Deadheading is a type of pruning that simply involves removing any dead flowers. As a plant blooms, it puts energy into its flowers at the expense of new growth. Even as a flower is dying, it still consumes energy from the plant. So to prolong the blooming period and encourage healthy growth, deadheading is often necessary.
When pruning, cleanliness is important. Any cut made to a plant's tissue can expose it to disease. So keep your pruning instruments sharp, and clean and disinfect them between each use with a mild bleach-and-water solution.
Most houseplant cuttings can be saved, rooted in a cup of water, and then planted to form new houseplants. Succulent clippings can even be propagated by planting them directly in a pot of soil and keeping it moist. After a few weeks, you should have new plants growing.
Pruning vines is very similar to pruning general houseplants. However, it involves a little more work. Indoor vines should be encouraged to grow along a support with any wandering stems pruned back. With vines, you might have to do a substantial pruning in the spring or summer to cut them back to a manageable form. Many vines are notoriously rampant growers when they're healthy.
Some houseplants rarely need pruning, and others should never be pruned at all. Palms and Norfolk Island pines both form a terminal dominant bud but do not possess latent buds. That means removing the dominant bud will kill the plant, so it's best to let these species be.
Similarly, many varieties of orchids cannot be pruned beyond removing dead flower spikes. Do so at the point where the spike comes out of the leaves, and hopefully you'll see blooms again after several months.
Although the task of trimming beautiful foliage is sometimes hard for gardeners to swallow, regular pruning keeps most plants healthy and encourages new growth. But when and what to prune depends on the type of plant and the climate you live in. For instance, flowering and fruiting plants prefer to be cut back in late winter or early spring to spur a hearty crop. Trees and shrubs that bloom in the spring start setting new buds as soon as the old flowers have fallen, so it's crucial to prune before those new buds come in. And many other plants need continual trimming to remain vigorous.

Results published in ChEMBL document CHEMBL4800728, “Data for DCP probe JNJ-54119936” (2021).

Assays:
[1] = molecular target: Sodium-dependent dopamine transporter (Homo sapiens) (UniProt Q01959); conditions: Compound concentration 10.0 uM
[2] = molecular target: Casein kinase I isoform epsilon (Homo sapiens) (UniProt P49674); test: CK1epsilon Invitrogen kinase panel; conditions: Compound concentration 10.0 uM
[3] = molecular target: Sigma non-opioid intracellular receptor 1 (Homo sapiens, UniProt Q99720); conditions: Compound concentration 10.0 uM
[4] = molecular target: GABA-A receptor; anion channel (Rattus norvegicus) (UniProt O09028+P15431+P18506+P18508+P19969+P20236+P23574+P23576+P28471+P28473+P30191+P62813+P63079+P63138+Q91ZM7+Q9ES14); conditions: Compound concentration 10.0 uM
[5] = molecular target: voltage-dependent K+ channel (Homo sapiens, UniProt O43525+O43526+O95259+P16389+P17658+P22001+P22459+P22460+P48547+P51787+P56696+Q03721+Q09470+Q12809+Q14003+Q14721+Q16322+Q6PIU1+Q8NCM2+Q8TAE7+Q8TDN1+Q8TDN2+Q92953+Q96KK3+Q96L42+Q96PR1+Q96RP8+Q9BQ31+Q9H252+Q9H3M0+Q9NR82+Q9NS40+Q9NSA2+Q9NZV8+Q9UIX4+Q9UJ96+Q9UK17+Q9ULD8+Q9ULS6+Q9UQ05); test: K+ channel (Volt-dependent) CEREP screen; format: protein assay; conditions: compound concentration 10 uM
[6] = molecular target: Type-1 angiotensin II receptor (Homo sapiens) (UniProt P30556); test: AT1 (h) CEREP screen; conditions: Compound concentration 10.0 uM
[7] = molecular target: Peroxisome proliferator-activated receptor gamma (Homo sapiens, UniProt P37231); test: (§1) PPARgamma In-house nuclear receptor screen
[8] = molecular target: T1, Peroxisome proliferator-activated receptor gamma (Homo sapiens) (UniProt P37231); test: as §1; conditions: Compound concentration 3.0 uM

Figuring out when to prune your plants can be confusing, but luckily pruning at the wrong time is rarely fatal. Off-cycle pruning might result in fewer flowers or fruit, but it usually won’t harm the plant in the long run. However, avoid pruning too late in the growing season. Doing so will encourage tender new growth that will die in winter weather.
Most fruit trees and berry plants need to be pruned while they are dormant. Failure to do so will result in the plant's steady decline, as it will send out suckers that direct energy away from fruiting branches. The exception to this rule is spring-flowering trees and shrubs. These need to be pruned soon after their flowers fade in late spring and early summer.
Furthermore, most perennial plants need to be cut back entirely either before or after the growing season. And they require regular pruning and deadheading all season long.
Pruning Fruit Trees
If you are growing a tree for its fruit, make pruning a high priority. Heading cuts, or cutting the ends of branches, concentrate each branch's energy and encourage it to produce more fruit the following season. Thinning cuts, or removing entire limbs, allow you to take out unruly suckers and dead or diseased limbs.
the late winter or early spring, inspect your tree to see where it needs pruning. Take note of any branches that have grown over 2 feet. They will be unlikely to bear fruit again.